Friday #content reads 19.5.2017

Howdy! 🔥  Apologies for the radio silence but with the upcoming UK Election and preparing for Capital’s Summertime Ball, it’s just been a very busy time.🔥🔥🔥  Here’s some of my top reads from the last few weeks. Enjoy!🔥🔥🔥🔥  PS, I’ve just discovered how to add fire emojis to WordPress! 🔥🔥🔥🔥🔥🔥🔥🔥🔥🔥

As we all know, linear TV is really challenged at the moment, but these graphs showing how audiences dwindle over time for top US TV shows were pretty jaw-dropping. As Josef Adalian and Jeni Zhen write:

“We’ve been trained to understand that if we fall behind on several episodes of a show, we can always catch up later on streaming. Binge-watching an entire season is, for many, a better experience than watching week-to-week. The enormous sums Netflix and Hulu are paying to stream shows such as This Is Us underlines just how much value remains in network-TV fare. Sure, as measured by Nielsen, Empire is drawing half as many viewers as it did at its peak a couple years back. Some of those early adopters of the series have no doubt given up on the sudser altogether, but odds are many of those viewers are now simply watching in ways not captured by traditional metrics. (Another “encouraging” sign for the health of broadcast TV: Most big cable comedies and dramas are down, too — even the good ones.) None of this makes the double-digit declines shown below any less depressing for executives. Ratings declines result in fewer overall ad dollars, period. While networks are proving adept at opening up new revenue streams, they’d much rather their Nielsen numbers were going up.”

Elsewhere, I really liked the way the social team at Huffington Post are using their editors to front their coverage of news and entertainment on social. Sounds like a win-win to me.

I thought this article looking at why Alt-Right messages and memes during the French election didn’t work was interesting. Also, kinda reassuring that civilisation can’t be entirely derailed by just anyone with a good knowledge of Photoshop and Google Docs. Well, for now.

“There’s a big cultural gap that these groups have to jump over to expand their message,” said Ben Nimmo, a senior fellow at the Atlantic Council, a think tank, who has studied the far right’s recent efforts in France. “The language and iconography of the alt-right is pretty specific. Most of it just isn’t going to translate well.”

I’m sure you’ve seen this video looking at texting and the internet in film. Just brilliant.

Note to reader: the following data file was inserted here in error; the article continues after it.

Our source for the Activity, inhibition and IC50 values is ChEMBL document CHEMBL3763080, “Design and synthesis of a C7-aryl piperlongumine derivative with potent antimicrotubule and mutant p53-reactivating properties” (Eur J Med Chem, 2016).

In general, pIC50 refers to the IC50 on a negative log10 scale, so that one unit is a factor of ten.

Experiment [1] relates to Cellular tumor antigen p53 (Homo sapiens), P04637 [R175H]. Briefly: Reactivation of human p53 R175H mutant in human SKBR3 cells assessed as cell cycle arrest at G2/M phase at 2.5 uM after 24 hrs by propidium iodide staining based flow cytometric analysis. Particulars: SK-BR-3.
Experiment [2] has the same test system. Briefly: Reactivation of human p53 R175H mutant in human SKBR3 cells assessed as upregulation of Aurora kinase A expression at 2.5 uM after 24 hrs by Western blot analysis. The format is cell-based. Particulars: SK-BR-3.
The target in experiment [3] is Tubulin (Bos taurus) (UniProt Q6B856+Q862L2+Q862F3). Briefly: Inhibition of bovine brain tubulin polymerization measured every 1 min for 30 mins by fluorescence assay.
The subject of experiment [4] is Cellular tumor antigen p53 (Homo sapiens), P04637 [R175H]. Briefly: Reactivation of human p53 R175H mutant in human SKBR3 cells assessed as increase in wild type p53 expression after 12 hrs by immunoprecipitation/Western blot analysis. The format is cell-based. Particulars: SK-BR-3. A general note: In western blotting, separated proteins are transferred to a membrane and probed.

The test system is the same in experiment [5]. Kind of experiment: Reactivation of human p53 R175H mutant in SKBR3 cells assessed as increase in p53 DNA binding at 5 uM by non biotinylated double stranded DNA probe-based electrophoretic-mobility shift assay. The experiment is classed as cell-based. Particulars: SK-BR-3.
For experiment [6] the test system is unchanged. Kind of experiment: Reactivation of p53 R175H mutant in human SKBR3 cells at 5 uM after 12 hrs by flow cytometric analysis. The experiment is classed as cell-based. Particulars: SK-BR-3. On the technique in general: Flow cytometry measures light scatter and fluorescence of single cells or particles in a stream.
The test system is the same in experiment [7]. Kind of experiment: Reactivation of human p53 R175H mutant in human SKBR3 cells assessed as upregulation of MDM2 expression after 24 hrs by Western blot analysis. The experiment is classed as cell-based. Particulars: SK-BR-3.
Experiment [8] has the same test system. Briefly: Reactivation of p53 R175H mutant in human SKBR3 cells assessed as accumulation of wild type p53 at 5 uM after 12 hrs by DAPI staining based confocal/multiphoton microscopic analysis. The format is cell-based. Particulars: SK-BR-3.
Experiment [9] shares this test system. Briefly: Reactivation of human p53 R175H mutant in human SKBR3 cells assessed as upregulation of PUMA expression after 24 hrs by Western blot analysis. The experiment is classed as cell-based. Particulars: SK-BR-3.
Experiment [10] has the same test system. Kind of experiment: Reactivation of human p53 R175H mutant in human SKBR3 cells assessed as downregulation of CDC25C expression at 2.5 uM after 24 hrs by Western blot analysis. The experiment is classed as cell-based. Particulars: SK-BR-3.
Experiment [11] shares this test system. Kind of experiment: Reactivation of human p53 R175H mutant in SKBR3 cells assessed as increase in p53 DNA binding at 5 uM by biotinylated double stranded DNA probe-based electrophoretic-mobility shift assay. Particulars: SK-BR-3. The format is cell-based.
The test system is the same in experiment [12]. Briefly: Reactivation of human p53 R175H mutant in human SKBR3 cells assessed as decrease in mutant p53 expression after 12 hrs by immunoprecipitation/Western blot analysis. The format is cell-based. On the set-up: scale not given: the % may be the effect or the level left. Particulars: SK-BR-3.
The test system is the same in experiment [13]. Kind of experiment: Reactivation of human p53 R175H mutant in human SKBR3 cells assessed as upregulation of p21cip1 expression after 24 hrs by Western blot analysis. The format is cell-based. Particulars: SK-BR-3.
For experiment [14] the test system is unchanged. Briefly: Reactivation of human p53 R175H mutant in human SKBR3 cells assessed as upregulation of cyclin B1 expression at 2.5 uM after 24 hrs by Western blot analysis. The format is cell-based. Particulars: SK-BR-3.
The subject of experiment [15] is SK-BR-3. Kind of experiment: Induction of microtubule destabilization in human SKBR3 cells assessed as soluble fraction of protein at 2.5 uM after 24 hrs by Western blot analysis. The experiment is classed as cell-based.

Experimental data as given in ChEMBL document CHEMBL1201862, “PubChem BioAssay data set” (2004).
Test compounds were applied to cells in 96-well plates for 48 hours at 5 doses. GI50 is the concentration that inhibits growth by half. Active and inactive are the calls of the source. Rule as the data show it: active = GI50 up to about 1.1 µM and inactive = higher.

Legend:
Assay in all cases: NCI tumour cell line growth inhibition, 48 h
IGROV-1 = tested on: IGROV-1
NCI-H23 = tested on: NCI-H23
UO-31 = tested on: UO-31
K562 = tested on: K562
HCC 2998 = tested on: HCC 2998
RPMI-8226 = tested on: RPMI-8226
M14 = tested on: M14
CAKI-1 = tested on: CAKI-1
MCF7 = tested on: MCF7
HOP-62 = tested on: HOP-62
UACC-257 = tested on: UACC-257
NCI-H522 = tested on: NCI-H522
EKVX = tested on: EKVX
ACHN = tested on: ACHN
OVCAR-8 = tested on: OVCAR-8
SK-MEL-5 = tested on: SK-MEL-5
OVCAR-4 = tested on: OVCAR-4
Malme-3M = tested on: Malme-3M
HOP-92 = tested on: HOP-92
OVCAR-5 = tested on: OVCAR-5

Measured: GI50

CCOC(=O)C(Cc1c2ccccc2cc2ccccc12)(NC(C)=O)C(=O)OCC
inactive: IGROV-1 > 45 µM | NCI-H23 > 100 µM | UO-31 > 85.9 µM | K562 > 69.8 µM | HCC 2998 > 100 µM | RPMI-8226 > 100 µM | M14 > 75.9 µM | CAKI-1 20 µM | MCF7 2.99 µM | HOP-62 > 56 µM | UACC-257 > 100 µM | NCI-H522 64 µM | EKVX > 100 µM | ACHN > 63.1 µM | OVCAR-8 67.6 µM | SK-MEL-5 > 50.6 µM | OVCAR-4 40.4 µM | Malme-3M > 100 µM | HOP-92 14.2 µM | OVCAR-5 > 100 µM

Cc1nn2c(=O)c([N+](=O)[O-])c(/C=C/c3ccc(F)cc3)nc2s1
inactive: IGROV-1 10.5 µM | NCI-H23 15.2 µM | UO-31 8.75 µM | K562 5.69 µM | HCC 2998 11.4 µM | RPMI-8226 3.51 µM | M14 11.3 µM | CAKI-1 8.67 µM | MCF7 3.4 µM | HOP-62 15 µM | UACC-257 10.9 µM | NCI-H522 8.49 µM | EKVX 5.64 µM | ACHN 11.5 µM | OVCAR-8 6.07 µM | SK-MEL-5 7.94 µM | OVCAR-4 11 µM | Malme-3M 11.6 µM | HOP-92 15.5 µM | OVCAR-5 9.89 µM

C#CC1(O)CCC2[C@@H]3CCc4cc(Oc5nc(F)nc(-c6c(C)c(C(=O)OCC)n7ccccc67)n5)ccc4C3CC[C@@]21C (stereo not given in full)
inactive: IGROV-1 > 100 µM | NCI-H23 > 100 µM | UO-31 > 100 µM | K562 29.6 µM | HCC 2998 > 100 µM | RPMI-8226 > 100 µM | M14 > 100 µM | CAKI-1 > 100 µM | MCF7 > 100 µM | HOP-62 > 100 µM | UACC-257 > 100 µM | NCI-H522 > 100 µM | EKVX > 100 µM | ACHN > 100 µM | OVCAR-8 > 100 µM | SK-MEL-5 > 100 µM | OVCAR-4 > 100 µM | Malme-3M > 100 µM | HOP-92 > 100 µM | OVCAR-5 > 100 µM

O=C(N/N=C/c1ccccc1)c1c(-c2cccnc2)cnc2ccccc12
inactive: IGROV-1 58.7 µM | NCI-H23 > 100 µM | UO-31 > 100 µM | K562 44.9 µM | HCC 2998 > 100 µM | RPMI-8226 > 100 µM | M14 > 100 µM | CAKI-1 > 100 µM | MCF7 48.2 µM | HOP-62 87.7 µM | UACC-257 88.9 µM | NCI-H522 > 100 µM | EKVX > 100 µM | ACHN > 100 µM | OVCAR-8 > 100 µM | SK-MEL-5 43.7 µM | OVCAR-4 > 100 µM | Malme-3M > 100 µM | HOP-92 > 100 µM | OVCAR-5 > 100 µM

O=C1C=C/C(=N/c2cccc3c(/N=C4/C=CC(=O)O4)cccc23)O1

As an avid long-distance runner there’s nothing better than escaping the city for the country, negotiating numerous maps, losing your GPS signal and having to deal with the local farm dogs. Thank goodness for the National Trust Open Data site which launched recently – I now know where I’m bloody going!

Lastly, shameless plug, have you seen our fantastic new Capital Xtra responsive website? 🔥🔥🔥🔥🔥🔥🔥🔥

Content Strategy Recommendations for Charities and other Nonprofits

content strategy session for charities
I was recently asked to deliver a content strategy workshop for a gathering of small charities to help them ‘Create Amazing Content’ with limited resource. Building the workshop required quite a bit of research and was a fantastic opportunity to explore some of the challenges faced by the sector in, not only creating effective websites, but also persuading audiences to take a specific action. I thought I’d highlight some of the articles I’d read to build the workshop – there really is some brilliant work being done out there by various charity digital teams. I salute you all.
 
My research into the charity sector soon became a study of the art of persuasion, how we can use content to influence and activate a passive audience. There are loads of great articles online about persuasion but I found the article by CopyBlogger and Hillary Skeffington of particular interest.
 
I also found the notion of demonstrating impact pretty central to your purpose as a charity. This might sound obvious, but I found many charity websites ‘explained the need’ (i.e. why you should donate) but then forgot to spell out the impact they were making. I must then absolutely recommend this article by Paull Young from Charity:Water. Read the article and then explore their website – loads of great examples of best practice there.
 
Staying with Charity:Water there was also this article looking at how Charity:Water value trust – an important commodity in our world of FAKE NEWS. 
 
Lastly, here’s some useful resources for any nonprofit organisation looking to make improvements to their digital offering. From SEO to various case studies, I hope these help anyone researching into this sector.
 

So there you have it, a brief skim through some of the charity content strategy articles I found over the past few weeks. Let me know if you have other resources you’d like to share in the comments below!

Talking About LBC, Opinion and Content Experimentation

I’m pleased to say this year we’ve been invited by those wonderful folk at Newsrewired to talk about audio ‘shareability’. I always love attending this event, it’s a great chance to network and gauge what we’re generally thinking about as Journalists across a whole range of topics.

In the podcast I talk about why opinion is central to LBC and how we format choice moments to give them their best viral potential.

I look forward to seeing everyone in July.

Friday #content reads 24.3.2017

Here’s a selection of some of my favourite articles from the week:

Chris Sutcliffe wrote an interesting piece looking at how the economics driving  journalism influences editorial quality:

“From an outsider’s perspective, it looks as though the UK news media didn’t have a problem with ‘fake news’ until they lost their monopoly on it. They benefited from the system that rewards the creation of heavily partisan, shareable articles by feeding the confirmation bias of their audiences. That was the case before the internet started disrupting their business models, too, but now less truthful news who don’t even pay lip service to truth had proved themselves to be just as adept at abusing that digital advertising paradigm.”

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Basically, Depeche Mode Is My Spirit Animal

Back in the day I used to be the ultimate Depeche Mode fan. I spent most of my teenage years hunting down numerous rare vinyl remixes, paying extortionate amounts of money for obscure bootleg recordings and generally annoying mates by playing tracks  that didn’t fit in with our previously established repertoire of Guns and Roses and Ozzy Osbourne. I was basically THAT kid in the corner listening to the same track on repeat and not talking to anyone. And it was great.

Then it all went a bit pear-shaped.